The rats were anesthetized using a xylazine (3 - 5 mg per kg body weight) and ketamine (30 - 50 mg per kg body weight) combination 48 hours after the last training session and a 12-hour fast. After anesthesia was confirmed by examining leg retraction, a 5 - 6 cm incision was cut through the rats’ abdominal area, a 5 - 6 cm incision was made in the abdominal area of the rat, and 5 mL of blood was collected from the right ventricle of each mouse (24). Serum levels of TNF-α, IL-6, and insulin were measured with a mouse-specific ELISA kit (EASTBIOPHARM, China, licensed in the USA). Insulin resistance index was also calculated using HOMA-IR equation (25): Insulin resistance = serum insulin (microunit/dl) × serum glucose (mmol/L)/22.5.

Collected data were analyzed using SPSS software V.16 at a P ≤ 0.05 significance level. After the normal distribution of data and variances’ homogeneity were confirmed using the Shapiro-Wilk statistical test and Levene’s test, respectively. In addition, a paired sample t-test and one-way ANOVA test were conducted to examine the inter-group and intra-group differences, respectively. Post hoc Tukey test was also conducted to perform a couple of comparisons between the groups.

4. Results

Significant differences were found in serum TNF-α levels (P = 0.027 and F = 3.42), IL-6 levels (P = 0.043 and F = 2.99), and insulin resistance index (P = 0.008 and F = 4.69) concentration between the moderate- and high-intensity aerobic exercise and control groups. The results of the Tukey test showed that there were significant differences in levels of TNF-α concentrations (P = 0.01) between the moderate-intensity aerobic exercise and control groups as well as between high-intensity aerobic exercises and control groups (P = 0.01). No significant differences were found between the moderate-intensity aerobic exercise and control group in terms of serum IL-6 (P = 0.61). Moreover, no significant difference was observed between high-intensity training and control groups in terms of the levels of IL-6 (P = 0.20). The insulin resistance index showed significant differences (P = 0.01) between the moderate-intensity and control groups (57.11 ± 4.91 vs. 68.07 ± 6.54) (P = 0.01) as well as the high intensity and the control groups (56.45 ± 10.59 vs. 68.07 ± 6.54). At the end of the period of the eight weeks of aerobic training, the bodyweight of rats in the control group increased (P = 0.001). Moreover, there was a significant decrease (P = 0.001) in moderate and high-intensity aerobic exercise groups compared to the control group (Table 2 and 3).

Table 2. The Variation of TNF-α, IL-6, and Insulin Resistance Index in Experimental and Control Groups After Eight Weeks of Aerobic Exercisea
VariableCMIHI
TNF-α, ng/mL204.51 ± 17.88187.71 ± 11.40b186.46 ± 8.33b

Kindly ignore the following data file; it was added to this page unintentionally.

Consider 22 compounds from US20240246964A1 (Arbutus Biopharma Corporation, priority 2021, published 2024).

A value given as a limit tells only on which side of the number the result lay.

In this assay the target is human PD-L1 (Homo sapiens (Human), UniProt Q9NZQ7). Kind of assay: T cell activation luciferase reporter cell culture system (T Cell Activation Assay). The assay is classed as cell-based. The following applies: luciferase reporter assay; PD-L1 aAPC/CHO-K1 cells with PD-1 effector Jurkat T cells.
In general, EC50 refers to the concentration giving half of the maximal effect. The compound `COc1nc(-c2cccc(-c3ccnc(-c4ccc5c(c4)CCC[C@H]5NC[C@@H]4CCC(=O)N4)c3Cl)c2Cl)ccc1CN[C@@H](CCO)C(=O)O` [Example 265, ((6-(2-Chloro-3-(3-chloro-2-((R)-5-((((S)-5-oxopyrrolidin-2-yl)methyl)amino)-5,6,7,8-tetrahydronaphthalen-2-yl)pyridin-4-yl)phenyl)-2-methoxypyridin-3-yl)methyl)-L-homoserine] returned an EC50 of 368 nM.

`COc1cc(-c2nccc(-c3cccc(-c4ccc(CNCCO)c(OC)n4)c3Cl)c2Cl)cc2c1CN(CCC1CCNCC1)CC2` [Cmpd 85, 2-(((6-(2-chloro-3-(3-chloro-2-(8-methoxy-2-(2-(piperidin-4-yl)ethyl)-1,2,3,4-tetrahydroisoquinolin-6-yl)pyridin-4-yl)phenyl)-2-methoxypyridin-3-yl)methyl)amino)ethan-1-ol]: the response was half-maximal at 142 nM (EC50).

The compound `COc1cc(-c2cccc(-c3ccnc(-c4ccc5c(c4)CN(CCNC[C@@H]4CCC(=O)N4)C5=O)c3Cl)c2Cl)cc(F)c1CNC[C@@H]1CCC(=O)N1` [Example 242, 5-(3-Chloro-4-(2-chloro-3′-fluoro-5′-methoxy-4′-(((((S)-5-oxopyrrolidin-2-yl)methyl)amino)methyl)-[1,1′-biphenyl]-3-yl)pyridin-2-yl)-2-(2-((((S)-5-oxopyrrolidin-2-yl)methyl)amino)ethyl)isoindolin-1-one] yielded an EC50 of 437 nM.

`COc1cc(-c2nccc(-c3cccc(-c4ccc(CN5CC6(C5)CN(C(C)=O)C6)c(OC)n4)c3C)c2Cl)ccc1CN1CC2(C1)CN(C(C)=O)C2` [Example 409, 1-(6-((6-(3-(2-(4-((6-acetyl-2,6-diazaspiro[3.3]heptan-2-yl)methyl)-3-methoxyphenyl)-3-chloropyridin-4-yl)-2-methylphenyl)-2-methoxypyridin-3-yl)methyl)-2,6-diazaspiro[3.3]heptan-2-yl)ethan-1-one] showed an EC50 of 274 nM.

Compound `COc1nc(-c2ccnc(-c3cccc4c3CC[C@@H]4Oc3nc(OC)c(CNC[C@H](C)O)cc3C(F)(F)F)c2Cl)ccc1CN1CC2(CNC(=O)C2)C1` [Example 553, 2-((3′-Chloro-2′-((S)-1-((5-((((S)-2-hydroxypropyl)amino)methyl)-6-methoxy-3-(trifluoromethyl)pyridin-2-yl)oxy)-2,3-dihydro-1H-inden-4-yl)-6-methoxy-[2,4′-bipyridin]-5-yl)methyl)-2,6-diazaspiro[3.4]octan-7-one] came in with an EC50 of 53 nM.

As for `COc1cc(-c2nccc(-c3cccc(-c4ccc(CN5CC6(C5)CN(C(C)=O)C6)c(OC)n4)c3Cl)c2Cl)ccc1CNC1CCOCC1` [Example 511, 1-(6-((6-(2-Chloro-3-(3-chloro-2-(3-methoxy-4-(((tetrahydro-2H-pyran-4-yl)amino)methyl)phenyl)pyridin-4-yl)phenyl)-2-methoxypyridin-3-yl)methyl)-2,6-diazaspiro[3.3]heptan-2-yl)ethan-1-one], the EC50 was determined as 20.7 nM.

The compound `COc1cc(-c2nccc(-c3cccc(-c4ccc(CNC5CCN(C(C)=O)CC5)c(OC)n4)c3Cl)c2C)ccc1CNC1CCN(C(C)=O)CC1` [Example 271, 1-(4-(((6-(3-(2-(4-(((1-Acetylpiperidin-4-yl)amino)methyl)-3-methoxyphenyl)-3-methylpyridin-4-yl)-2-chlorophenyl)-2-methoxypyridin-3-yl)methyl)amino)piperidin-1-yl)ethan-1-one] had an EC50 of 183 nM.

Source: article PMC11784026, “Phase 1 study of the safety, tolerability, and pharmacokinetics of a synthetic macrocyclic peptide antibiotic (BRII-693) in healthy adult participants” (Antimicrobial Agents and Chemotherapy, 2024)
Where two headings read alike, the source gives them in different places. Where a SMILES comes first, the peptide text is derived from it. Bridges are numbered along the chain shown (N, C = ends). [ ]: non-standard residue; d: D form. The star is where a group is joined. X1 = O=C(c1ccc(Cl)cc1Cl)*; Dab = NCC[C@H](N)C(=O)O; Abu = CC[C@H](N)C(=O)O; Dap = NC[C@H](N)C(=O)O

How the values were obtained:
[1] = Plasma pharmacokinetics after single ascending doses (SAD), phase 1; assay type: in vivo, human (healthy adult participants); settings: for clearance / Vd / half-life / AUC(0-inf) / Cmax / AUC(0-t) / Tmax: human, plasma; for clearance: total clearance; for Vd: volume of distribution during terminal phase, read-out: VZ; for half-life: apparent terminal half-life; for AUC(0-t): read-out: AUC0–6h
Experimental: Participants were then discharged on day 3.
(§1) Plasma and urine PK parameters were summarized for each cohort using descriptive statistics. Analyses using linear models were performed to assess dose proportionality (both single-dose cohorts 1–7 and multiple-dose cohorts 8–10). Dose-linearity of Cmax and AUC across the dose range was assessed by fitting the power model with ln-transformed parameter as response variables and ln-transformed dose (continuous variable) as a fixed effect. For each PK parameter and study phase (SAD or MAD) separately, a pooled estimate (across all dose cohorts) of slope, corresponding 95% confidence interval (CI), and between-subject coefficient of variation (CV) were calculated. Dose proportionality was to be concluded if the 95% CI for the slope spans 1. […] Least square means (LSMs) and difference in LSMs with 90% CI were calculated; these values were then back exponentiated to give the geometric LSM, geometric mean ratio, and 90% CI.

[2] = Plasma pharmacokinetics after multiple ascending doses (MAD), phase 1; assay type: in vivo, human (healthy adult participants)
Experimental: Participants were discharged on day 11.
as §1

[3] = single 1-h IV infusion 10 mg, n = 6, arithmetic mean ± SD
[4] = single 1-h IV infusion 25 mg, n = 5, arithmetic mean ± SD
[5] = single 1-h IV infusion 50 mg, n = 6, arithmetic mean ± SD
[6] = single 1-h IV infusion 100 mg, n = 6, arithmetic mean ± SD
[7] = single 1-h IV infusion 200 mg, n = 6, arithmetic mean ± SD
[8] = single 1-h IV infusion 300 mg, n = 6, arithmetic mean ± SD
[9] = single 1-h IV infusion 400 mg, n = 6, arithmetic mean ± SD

IL-6, ng/mL202.24 ± 16.74189.04 ± 8.11181.07 ± 9.89
FBS, mg/dL138.50 ± 13.40124.04 ± 14.59123.36 ± 16.25
Insulin, IU/mL11.07 ± 0.5710.42 ± 0.8610.26 ± 0.96
HOMA68.07 ± 6.5457.11 ± 4.91b56.45 ± 10.59b

aValues are expressed as mean ± SD.

bAnalysis of variance between the three sessions data the significant at 0.05.

Table 3. The Variation of Weight in Experimental and Control Groupsa
VariableStagesCMIHI
Weight, gPre-test295.75 ± 1.81295.16 ± 1.40295.41 ± 2.15
Post-test302.58 ± 1.16b287.41 ± 4.25b287.08 ± 4.23b

aValues are expressed as mean ± SD.

bAnalysis of variance between the three sessions data the significant at 0.05.

5. Discussion

According to the present result, the levels of TNF-α concentration were significantly reduced in moderate- and high-intensity aerobic exercise groups compared to the control group. These findings are consistent with the findings of Jin et al. (26), Pasavand et al. (27), and Fashi et al. (28). However, it is inconsistent with the findings of Arslan et al. (29). TNF-α is one of the most important pro-inflammatory cytokines, which has a strong association with leptin levels and energy metabolism in the body (30). In this regard, there is a complex relationship between energy metabolism and TNF-α; thus, increased levels of TNF-α in the blood may increase resting metabolism and energy expenditure, and weight loss (31). Participation in regular physical activity results in decreased concentrations of interleukins (32). Obesity can be strongly linked to the level of inflammation. Therefore, the reduction of body fat and increased lipolysis following the prolonged aerobic exercise with stimulating hormone-sensitive lipase activity (33) can be a mechanism by which inflammation is reduced. In the present study, the weight of rats in the training group significantly decreased at the end of the training period, which was due to the decrease in the levels of IL-6 and TNF-α. Also, physical exercise has antioxidant effects. Although one exercise session increases the rate of oxidative metabolism followed by oxidative stress, there is evidence that long-term aerobic exercise can increase capacity. The body's antioxidant defense significantly reduces oxidative stress (34).